"The Soviet assault was of the type a nation directs at an enemy state," write Haynes and Klehr. They go on to suggest that Venona's code-breaking "indicated that the Cold War was not a state of affairs that had begun after World War II but a guerilla action that Stalin had secretly started years earlier." Moreover, "espionage saved the USSR great expense and industrial investment and thereby enabled the Soviets to build a successful atomic bomb years before they otherwise would have." Haynes and Klehr deliver what is at once a real-life spy thriller and a vital piece of scholarship. A grand achievement. --John J. Miller --This text refers to an out of print or unavailable edition of this title.
An important story to permit the re-examination of a controversial period of our recent history. However, after a good start, the repetition of details in later chapters gets... Read morePublished 3 hours ago by Gregory D. Walker
This was not really what I expected. I was looking for information on the WWII Soviet spying done through the lend-lease program, and did not find very much.Published 1 month ago by Duane H. McEwen
Everybody should read this book to understand how socialists have and still do operatePublished 5 months ago by Michael J Lange
The Venona Code was the code the USSR used to direct its massive spy network in the USA before and during WWII. Read morePublished 11 months ago by W. Sid Vogel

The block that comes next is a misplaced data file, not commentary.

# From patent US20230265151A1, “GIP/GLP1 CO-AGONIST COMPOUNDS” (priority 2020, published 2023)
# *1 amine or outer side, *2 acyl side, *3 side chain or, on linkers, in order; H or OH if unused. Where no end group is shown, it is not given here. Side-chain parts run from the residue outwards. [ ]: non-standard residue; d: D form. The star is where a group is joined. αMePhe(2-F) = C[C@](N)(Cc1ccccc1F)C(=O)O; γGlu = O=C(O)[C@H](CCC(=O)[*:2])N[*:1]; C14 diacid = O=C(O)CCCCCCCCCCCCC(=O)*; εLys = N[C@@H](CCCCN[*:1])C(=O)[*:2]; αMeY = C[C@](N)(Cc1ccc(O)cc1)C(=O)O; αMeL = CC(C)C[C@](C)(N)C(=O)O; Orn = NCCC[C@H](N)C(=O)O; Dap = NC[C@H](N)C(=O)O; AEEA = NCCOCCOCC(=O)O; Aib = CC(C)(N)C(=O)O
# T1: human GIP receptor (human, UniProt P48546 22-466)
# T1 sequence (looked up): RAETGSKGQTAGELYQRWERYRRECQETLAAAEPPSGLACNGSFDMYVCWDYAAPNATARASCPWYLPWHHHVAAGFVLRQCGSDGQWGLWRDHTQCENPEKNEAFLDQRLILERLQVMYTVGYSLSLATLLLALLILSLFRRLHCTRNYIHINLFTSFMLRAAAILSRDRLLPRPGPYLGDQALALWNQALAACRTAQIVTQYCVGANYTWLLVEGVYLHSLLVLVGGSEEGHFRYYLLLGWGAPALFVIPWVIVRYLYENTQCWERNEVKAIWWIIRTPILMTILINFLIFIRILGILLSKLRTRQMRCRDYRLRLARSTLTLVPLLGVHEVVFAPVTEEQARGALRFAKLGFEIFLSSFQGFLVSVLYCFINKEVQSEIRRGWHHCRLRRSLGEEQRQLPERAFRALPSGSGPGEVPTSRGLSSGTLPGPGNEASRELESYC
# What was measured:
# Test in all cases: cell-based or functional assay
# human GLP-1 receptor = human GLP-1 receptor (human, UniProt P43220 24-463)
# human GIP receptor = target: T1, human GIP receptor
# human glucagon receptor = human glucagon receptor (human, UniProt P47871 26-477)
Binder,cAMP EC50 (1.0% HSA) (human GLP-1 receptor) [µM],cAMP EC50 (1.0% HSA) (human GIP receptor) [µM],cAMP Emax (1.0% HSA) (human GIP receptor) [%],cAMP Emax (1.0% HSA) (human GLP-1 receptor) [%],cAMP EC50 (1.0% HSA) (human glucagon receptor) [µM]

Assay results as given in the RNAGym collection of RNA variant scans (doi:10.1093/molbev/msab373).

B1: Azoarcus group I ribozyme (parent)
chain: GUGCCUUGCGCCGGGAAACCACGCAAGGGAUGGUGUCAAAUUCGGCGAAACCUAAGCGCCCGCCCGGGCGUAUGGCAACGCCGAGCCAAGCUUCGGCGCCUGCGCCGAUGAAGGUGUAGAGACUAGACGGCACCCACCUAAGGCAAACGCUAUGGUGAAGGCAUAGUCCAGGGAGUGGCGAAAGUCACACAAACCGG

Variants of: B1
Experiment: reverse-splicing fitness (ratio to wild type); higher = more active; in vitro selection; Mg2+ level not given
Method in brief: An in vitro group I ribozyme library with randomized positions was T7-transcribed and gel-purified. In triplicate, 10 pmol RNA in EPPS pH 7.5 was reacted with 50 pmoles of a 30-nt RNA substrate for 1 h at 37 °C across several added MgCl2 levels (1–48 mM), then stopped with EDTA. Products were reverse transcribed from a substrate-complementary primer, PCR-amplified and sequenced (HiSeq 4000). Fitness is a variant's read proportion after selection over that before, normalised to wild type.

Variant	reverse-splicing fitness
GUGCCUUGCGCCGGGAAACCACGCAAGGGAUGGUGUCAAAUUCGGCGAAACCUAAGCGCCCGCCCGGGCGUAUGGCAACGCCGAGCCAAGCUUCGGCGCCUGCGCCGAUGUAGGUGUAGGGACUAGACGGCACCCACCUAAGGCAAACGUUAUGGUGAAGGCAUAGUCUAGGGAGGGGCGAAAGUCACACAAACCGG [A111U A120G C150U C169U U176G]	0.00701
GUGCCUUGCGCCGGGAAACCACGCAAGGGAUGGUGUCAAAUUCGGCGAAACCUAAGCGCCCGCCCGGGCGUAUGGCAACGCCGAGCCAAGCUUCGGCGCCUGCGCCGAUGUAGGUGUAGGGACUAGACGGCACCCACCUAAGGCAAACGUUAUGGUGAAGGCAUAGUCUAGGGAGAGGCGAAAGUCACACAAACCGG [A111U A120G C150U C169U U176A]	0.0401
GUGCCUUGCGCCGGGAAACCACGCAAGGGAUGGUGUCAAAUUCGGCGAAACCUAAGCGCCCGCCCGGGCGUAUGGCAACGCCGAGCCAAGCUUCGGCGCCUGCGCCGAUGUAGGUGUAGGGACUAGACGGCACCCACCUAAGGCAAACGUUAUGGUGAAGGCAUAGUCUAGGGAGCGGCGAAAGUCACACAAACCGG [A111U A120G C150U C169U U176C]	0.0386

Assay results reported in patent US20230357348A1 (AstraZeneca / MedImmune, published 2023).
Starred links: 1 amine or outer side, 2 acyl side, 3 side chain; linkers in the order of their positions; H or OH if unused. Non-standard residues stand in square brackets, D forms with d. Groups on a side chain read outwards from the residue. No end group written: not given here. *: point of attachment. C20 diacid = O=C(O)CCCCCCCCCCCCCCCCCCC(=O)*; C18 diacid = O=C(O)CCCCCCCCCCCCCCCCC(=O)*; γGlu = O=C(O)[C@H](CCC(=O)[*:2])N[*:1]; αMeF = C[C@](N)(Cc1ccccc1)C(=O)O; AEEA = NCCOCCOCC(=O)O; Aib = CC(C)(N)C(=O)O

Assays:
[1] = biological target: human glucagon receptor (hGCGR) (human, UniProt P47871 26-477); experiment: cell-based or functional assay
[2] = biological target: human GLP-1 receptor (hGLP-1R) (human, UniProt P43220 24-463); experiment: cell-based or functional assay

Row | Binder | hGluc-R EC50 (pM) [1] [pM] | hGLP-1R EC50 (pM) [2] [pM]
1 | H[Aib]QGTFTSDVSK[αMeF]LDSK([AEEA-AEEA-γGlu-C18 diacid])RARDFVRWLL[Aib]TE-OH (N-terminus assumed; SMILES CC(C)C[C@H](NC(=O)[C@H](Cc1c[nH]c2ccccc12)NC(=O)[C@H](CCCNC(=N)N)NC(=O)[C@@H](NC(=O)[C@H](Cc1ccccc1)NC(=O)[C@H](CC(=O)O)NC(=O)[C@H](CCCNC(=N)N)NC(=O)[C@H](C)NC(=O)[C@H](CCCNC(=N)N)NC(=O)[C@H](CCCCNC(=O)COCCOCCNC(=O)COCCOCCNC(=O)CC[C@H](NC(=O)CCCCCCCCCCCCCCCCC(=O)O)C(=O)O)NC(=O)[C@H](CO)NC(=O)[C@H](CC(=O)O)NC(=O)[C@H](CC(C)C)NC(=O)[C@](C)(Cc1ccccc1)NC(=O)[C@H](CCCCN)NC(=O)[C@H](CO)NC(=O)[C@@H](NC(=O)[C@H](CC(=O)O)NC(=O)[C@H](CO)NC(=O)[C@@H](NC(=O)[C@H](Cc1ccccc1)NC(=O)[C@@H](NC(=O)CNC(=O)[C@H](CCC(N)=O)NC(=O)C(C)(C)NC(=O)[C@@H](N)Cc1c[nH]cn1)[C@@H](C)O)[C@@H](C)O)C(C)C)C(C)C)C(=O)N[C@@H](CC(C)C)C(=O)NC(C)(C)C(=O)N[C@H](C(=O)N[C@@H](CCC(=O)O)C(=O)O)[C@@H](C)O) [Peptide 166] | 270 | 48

I enjoyed reading how we were able to catch and understand what happened here. You will want to know and understand the intelligence community to read this book.Published 12 months ago by Samuel Anderson
Excellent story of the uncovering of the Soviet code leading up to and thru World War II. Most people have never heard the word "Venona", but will be shocked to see how... Read morePublished 16 months ago by J A STLOUIS JR
The definitive account -until the next one. Recommended for those who still believe in the innocence of a number of Americans who agreed to spy for the Soviet Union. Read morePublished 18 months ago by Raymond De Mourot Gil
450 Soviet agents. Just from this work.
It would be reasonable to expand that number by the work of other authors and / or other analysts. Read more
Loved the decoded messages and the people involved. It is eye opening who was in the government and why they were doing what they did, This is a very informative book.Published 22 months ago by John Mc